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FIN CH 8 UNCW
Terms in this set (34)
analysis of potential projects, long term decisions, large expedentures, difficult/impossible to reverse, determines firms strategic direction
good decision criteria
all cash flows considered? tvm considered? risk adjusted? ability to rank projects? indicates added value to firm?
Net present value
how much value is created from undertaking an investment?
Steps in net present value (NPV)
step 1: estimate the expected future cash flows
step 2: estimate the required return for projects of the risk level
step 3: find the present value of the cash flows and subtract the initial investment to arrive at the NPV
NPV decision rule
if NPV is positive, accept the project. it means project is expected to add value to the firm and will increase the wealth of the owners. NPV is a direct measure of how well this project will meet the goal of increasing shareholders wealth.
Rationale for the NPV method
NPV= PV inflows - cost
npv= net gain in shareholders wealth
meets all desirable criteria- considers all cfs, considers tvm, adjusts for risk, can rank mutually exclusive projects, directly related to increase in Vf, dominant method always prevails
computation= estimate of cash flows, subtract the future cash flows from the initial cost until initial investment is recovered, a break even type measure. decision rule- accept if the payback period is less than some preset limit
advantages & disadvantages of payback
advantages: easy to understand, adjusts for uncertainty of later cash flows, and biased towards liquidity
disadvantages: ignores the time value of money, requires the abritrary cutoff point, ignores cash flows beyond the cutoff date, biased against long term projects, such as research and developmental and new projects
average accounting return
many different definitions for average accounting return(AAR). AAR= avg net income/ avg book value.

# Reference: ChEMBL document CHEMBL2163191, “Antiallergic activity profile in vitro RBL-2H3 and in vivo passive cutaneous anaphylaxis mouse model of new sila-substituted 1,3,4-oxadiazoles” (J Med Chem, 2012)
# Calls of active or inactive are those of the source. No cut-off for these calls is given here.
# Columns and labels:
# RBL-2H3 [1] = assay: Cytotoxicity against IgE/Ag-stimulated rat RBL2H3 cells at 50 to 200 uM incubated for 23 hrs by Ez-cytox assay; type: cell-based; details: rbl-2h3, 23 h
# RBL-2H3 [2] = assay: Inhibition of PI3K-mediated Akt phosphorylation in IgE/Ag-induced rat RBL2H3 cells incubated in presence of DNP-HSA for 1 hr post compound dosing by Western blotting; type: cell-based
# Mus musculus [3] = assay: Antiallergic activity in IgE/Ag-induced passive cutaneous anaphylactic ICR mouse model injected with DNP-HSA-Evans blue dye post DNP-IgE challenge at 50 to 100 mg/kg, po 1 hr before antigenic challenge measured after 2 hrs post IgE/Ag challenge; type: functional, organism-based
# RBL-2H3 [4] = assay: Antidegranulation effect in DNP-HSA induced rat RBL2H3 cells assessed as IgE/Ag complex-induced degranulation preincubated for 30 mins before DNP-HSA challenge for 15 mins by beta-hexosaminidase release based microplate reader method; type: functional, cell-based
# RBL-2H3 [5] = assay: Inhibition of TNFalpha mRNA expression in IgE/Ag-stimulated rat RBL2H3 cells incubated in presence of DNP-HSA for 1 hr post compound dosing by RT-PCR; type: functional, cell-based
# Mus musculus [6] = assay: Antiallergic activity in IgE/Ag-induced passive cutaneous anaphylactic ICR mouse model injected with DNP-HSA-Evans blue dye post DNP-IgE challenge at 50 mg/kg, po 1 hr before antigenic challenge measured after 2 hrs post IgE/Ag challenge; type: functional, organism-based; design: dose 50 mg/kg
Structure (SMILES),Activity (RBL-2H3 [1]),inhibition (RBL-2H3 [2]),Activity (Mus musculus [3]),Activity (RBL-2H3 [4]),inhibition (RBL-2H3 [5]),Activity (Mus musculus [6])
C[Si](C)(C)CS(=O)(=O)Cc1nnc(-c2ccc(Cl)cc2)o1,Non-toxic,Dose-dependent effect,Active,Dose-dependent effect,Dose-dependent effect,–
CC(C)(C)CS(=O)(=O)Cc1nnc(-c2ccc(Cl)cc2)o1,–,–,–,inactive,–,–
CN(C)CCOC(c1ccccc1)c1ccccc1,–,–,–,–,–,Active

requires a target cutoff rate. Decision rule: accept the project if the aar is greater than target rate
advantages and disadvantages of aar
advantages: easy to calculate, needed info usually available.
disadvantages: not a true rate of return, time value of money ignored, uses an arbitrary benchmark cutoff rate, based on accounting net income and book values, not cash flows and market values
internal rate of return
most important alternate to NVP, widely used in practice, intuitively appealing, based entirely on the estimated cash flows, independent of interest rates
Definition & decision rule of IRR
IRR= discount rate that makes the NPV equal to 0
decison rule: accept the project if the IRR is greater than the required return
preffered by executives( intuitively appealing, easy to communicate the value of a project), if the irr is high enough then may not need to estimate a required return, considers all cash flows, considers time value of money, provides indication of risk
can produce multiple answers, cannot rank mutually exclusive projects, reinvestment assumption flawed
NVP vs IRR
they generally give the same decisions.
EXCEPTIONS: non conventional cash flows( cash flow sign changes more than just once), and mutually exclusive projects ( initial investments are substantially different, timing of cash flows is substantially different, and will not reliably rank projects)
IRR & non conventional cash flows
cash flows change sign more than once-most common is initial cost (negative CF), a stream of positive CF's, negative cash flow to close project
independent vs mutually exclusive projects
independent- the cash flows of one project are unaffected by the acceptance of the other
mutually exclusive- the acceptance of one project precludes accepting the other
reinvestment rate assumption